Home again in Mexico: Illegal immigration hits net zero
Tiny Tamaula is the new face of rural Mexico: Villagers are home again as the illegal immigration boom drops to net zero
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No such opportunities – nor the mind-set that goes with them – existed when Jorge was finishing up elementary school in the 1990s. Migration was the fastest ticket to social mobility, not school. So by the time he turned 15 it was logical – even expected – that he go north.Skip to next paragraph
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Now, beyond changes in infrastructure, his hometown's attitude is different. His younger sister is in university, studying psychology, and his 17-year-old brother, Juan, is in high school studying computing.
Going north is inconceivable to Juan: "My friends and I don't talk about the 'American dream.' In that sense the mentality has changed. Instead we talk about opening up a restaurant here, or doing something different."
Jorge, too, harbors dreams of establishing an enterprise in Tamaula "to support my family and not be so dependent on the US."
Seven kids no longer the family norm
Tamaula is not an anomaly: Like other towns across Mexico, it has been buoyed by the nation's overall positive economic, educational, and demographic currents.
"People are recovering the hope that they can stay in their own communities and don't see going to the US as their only opportunity," observes Adriana Cortes, who runs the Community Foundation of the Bajio.
The high school here in Tamaula is one of hundreds built with federal funds nationwide in the past five years as enrollment rates have gone up from 54 percent in 1991 to 87 percent in 2009 for secondary school. Higher education enrollment rose from 15 percent to 27 percent in that same period, according to UNESCO.
Although quality lags behind other Organization for Economic Cooperation and Development countries, test scores have improved and dropout rates are down.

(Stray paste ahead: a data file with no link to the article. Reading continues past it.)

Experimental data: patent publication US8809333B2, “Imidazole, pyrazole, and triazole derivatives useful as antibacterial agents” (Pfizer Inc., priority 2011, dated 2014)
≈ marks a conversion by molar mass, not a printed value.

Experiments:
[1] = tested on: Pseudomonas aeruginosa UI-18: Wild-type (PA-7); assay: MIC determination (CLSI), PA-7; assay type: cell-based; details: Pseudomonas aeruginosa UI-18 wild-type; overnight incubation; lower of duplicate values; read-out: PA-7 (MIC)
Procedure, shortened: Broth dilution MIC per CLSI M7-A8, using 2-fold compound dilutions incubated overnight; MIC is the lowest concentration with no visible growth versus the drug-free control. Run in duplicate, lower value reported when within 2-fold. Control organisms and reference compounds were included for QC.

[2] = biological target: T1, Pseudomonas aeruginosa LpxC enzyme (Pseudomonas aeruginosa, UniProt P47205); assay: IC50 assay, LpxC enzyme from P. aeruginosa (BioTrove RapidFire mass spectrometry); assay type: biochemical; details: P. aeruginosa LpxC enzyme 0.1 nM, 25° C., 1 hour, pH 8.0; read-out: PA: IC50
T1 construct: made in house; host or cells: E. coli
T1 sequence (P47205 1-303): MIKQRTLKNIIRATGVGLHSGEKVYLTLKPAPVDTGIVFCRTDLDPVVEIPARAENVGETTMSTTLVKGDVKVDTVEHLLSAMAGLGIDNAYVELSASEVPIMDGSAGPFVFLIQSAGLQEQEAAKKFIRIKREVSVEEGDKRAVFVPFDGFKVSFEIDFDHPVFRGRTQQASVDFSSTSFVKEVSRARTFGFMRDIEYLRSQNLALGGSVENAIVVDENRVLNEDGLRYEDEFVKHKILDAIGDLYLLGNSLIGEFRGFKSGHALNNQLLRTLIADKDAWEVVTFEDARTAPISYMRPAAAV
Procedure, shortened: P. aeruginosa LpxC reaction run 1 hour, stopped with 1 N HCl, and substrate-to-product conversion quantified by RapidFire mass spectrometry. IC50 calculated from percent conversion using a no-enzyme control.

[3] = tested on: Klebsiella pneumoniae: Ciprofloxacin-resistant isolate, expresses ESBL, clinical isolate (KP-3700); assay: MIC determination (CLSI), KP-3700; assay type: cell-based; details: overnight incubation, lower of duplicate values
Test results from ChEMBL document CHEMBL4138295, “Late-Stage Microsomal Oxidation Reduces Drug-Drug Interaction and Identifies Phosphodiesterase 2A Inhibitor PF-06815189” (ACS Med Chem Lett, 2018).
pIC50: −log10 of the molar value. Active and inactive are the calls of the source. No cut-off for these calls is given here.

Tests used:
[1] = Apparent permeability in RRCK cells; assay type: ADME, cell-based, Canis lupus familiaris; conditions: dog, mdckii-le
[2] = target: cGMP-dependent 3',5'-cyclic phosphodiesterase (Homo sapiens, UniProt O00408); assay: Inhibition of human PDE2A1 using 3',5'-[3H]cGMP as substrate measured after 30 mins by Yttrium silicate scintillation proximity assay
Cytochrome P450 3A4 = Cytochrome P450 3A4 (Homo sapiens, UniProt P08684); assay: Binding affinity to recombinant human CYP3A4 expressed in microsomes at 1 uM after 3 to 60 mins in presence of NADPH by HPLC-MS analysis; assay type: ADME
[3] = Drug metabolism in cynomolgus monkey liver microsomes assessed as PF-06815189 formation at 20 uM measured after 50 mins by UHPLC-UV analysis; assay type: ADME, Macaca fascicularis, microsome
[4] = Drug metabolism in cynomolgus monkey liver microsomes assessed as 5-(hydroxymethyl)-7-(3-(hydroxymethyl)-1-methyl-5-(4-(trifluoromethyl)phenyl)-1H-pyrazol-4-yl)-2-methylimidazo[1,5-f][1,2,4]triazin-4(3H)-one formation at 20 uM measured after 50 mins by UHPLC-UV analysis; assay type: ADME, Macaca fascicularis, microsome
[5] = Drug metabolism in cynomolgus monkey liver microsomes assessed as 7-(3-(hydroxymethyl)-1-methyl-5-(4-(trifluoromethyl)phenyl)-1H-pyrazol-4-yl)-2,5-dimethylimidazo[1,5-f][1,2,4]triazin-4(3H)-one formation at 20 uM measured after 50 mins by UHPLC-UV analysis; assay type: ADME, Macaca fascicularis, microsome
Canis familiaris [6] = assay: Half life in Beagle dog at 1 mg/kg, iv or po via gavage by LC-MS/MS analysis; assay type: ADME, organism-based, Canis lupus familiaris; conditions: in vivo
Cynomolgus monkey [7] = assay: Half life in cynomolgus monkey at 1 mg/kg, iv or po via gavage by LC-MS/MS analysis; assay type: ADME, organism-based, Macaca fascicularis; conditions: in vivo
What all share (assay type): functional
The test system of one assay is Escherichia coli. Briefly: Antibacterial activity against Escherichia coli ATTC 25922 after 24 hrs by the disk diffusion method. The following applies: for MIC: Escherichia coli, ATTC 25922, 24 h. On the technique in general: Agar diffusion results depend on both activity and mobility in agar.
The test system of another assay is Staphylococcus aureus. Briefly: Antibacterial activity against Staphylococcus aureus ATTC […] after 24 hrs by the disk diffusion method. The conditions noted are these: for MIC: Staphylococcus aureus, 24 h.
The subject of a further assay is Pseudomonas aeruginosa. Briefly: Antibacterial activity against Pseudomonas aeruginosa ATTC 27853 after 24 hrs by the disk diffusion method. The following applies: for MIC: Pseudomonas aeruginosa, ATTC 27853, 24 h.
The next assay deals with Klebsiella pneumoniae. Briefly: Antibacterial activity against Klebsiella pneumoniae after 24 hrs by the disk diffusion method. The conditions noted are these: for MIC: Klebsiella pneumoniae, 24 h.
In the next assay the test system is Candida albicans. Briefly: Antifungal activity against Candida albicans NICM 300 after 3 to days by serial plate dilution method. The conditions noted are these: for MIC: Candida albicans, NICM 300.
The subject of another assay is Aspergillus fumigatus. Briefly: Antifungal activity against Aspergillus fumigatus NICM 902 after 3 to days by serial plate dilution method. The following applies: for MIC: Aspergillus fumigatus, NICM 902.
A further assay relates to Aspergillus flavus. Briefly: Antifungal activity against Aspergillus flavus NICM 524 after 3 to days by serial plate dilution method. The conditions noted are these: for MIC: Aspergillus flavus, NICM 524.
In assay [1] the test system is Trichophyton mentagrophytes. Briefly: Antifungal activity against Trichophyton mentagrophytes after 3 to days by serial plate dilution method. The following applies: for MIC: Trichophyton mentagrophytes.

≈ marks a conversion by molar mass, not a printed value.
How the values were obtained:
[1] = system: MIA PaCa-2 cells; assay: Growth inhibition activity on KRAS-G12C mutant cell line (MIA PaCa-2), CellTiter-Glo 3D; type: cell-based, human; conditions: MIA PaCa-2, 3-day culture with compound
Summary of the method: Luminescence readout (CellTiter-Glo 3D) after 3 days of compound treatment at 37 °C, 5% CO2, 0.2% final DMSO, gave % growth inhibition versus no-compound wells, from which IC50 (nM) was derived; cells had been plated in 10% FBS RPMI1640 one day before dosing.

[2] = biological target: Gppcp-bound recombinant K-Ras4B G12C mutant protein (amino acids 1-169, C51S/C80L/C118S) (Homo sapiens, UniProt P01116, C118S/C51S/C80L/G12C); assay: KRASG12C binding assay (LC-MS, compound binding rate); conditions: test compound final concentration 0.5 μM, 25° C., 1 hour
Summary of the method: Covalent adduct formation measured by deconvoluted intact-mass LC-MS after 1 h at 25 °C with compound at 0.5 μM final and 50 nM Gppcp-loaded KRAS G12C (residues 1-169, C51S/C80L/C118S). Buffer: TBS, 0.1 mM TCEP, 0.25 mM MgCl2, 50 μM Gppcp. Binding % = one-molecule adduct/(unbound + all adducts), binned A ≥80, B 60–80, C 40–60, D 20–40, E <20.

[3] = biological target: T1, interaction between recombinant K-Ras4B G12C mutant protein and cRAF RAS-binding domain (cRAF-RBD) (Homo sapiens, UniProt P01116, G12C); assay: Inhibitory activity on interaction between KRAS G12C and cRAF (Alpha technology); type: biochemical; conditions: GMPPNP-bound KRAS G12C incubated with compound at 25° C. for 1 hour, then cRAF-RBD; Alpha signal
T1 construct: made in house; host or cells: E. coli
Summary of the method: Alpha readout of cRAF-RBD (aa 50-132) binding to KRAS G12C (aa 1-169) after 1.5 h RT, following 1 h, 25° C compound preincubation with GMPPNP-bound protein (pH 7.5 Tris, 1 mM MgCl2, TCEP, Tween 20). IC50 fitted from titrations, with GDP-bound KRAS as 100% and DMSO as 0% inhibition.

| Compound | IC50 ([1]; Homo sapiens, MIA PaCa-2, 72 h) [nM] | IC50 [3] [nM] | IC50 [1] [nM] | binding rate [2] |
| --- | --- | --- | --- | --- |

"They have made sure there are teachers everywhere. They may not be the best teachers in the world, but there are schools everywhere. They have done the right thing at the very basic level," says Harry Patrinos, lead education economist at the World Bank.
Fertility rates have also dropped precipitously in the past half century. Women had, on average, nearly seven children in 1960; today the average is slightly more than two, according to the UN Population Division.
That, say demographers and economists, will deflate labor supply to the US in the future. But more immediately it means that more wealth is spread over fewer family members, in effect raising incomes and allowing families to invest more in their children's social mobility.
Mexico has transformed from a relatively poor country to one that is largely "middle class" in attitude and consumption, reports Luis Rubio in "Mexico: A Middle Class Society," which he co-wrote. The report links this, among other factors, to fertility rates, trade openness to cheap imports, and new access to credit. "That is why there are so many Wal-Marts everywhere," Mr. Rubio says.
But another factor that has helped reduce poverty is remittances. Migrants abroad sent $21.27 billion back home in 2010, according to Mexico's central bank. And while Mexico has long developed programs to take advantage of such resources, with its 3-for-1 program, for example, which matches funds sent back to communities for local development, it is not prepared for a sustained change in migration patterns, says Rodolfo Zamora Garcia, an economist in Zacatecas State who studies migration and remittances.